Highlight Mark-Making Potential with Photo Editing

Just when I thought I had reached a détente with my family regarding my over-dependence on my smart phone, I started getting into Instagram.

vintage pans mark making inspiration
Vintage pans, a la Instagram, highlight the potential
for mark-making inspiration.

Now, more than ever when out and about, you will find me shooting fences, and buildings, and people, and objects up close and at odd angles, then altering them in the app and posting. My teen is particularly embarrassed that her mom is being “all hipster with the Instagram thing,” even though she admires my handiwork.

I hope it goes without saying that I do not fancy myself a hipster. But I do like to be creative, and I find that photos help me record mark-making inspiration. Apps that allow me to quickly alter the photo to highlight lines and shapes that could be converted into art via brush strokes, marking pens, stitching, etc. make the experience more immediate and fun.

Of course, bringing out the mark-making potential of objects seen with the naked eye or through a camera lens can be done in a low-tech sketchbook or with high-tech photo-editing software on your computer, respectively. The important thing is to get those mark-making ideas down as quickly as possible so you don’t forget.

Also, sometimes you don’t see how interesting the marks are until you alter your perception of what you’re looking at through editing. For example, this photo I took of three vintage pans I planned to sell online looked fairly mundane when I first took it. But while I’d enjoyed the patterns on the pans for years on shelf in my kitchen, I only saw their potential as art inspiration when I applied a black-and-white filter in Instragram.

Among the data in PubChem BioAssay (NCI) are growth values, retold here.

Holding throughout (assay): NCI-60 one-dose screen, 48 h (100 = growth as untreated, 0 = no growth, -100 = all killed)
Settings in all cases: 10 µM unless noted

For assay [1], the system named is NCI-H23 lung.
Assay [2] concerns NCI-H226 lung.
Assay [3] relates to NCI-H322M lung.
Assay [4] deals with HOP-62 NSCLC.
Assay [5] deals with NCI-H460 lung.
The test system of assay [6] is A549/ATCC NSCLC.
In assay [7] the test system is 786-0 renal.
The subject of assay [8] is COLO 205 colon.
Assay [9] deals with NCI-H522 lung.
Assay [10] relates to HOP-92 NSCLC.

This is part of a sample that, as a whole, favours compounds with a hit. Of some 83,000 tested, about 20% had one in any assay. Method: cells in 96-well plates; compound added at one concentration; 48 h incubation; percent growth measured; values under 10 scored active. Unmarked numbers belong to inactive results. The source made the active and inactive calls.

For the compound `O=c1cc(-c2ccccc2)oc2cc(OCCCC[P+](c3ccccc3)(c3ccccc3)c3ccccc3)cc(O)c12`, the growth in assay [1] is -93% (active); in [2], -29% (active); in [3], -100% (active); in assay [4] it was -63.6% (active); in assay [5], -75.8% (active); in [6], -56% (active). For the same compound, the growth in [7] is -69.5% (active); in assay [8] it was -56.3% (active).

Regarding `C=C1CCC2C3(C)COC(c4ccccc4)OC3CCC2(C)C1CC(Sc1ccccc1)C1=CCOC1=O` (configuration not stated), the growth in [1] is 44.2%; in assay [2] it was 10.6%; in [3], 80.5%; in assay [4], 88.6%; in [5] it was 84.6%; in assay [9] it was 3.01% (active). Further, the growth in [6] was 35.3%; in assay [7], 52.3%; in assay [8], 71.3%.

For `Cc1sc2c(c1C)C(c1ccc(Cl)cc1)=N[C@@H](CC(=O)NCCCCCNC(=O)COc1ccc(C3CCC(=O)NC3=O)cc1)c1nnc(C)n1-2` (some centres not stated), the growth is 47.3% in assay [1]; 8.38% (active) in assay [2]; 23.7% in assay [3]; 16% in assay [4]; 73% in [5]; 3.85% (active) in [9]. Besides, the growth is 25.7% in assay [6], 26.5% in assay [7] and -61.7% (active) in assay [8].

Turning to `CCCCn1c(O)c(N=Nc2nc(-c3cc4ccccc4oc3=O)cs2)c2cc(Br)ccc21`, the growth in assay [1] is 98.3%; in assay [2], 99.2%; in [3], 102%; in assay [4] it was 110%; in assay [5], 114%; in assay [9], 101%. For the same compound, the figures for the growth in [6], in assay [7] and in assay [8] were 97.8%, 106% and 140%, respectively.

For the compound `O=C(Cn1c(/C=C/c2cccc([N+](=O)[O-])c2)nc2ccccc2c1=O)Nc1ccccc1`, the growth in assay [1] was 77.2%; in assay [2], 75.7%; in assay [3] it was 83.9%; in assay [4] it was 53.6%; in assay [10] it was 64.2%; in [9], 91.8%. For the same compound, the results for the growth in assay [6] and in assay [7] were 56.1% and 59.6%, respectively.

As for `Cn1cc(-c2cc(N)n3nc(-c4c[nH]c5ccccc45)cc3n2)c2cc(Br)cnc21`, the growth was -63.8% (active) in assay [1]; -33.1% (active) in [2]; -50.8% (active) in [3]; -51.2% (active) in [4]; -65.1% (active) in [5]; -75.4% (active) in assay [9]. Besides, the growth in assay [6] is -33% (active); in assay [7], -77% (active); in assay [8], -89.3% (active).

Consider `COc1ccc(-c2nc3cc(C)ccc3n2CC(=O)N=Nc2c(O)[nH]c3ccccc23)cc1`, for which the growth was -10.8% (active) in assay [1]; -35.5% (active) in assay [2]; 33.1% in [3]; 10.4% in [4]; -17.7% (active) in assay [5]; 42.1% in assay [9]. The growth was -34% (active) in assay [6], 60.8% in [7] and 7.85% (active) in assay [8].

The pans sold almost immediately, but now I can keep enjoying them in this artistic image, plus use the patterns to inspire stamps, creative lettering, Zen doodles, needlework, and more.

My current favorite book on the subject is Mark Making: Fresh Inspiration for Quilt and Fiber Artists by Helen Parrott. Don’t let the fiber art aspect dissuade you if stitch isn’t your thing. Mark Making contains a wealth of information on discovering marks to use in your art, the importance of keeping journals, and how to translate sketched ideas or found images (or photos) into art.

P.S. Do you use Instagram? Why or why not? Discuss below.


Blog, Mixed-Media Techniques


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